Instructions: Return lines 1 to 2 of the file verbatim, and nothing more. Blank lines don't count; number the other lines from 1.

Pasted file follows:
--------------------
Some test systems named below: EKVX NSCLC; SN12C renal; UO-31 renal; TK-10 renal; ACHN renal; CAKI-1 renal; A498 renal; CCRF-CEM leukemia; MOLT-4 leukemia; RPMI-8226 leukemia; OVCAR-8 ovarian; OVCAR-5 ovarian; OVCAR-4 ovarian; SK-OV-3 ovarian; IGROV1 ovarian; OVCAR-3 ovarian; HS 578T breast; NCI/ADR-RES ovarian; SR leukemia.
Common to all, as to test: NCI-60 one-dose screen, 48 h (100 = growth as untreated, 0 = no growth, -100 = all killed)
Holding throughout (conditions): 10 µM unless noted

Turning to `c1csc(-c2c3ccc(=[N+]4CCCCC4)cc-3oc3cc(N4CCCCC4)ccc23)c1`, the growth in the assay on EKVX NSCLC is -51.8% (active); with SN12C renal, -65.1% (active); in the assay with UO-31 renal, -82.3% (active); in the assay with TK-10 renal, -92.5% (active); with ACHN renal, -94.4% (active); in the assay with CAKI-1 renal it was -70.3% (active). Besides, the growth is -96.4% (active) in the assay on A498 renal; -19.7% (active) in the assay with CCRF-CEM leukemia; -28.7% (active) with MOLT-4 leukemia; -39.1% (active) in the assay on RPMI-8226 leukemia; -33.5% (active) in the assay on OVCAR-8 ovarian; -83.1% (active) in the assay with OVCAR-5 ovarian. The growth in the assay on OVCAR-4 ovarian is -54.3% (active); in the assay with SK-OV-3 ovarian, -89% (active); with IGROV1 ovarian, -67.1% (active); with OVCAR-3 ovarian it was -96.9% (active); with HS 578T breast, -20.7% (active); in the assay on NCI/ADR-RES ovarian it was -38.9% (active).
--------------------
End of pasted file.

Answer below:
Some test systems named below: EKVX NSCLC; SN12C renal; UO-31 renal; TK-10 renal; ACHN renal; CAKI-1 renal; A498 renal; CCRF-CEM leukemia; MOLT-4 leukemia; RPMI-8226 leukemia; OVCAR-8 ovarian; OVCAR-5 ovarian; OVCAR-4 ovarian; SK-OV-3 ovarian; IGROV1 ovarian; OVCAR-3 ovarian; HS 578T breast; NCI/ADR-RES ovarian; SR leukemia.
Common to all, as to test: NCI-60 one-dose screen, 48 h (100 = growth as untreated, 0 = no growth, -100 = all killed)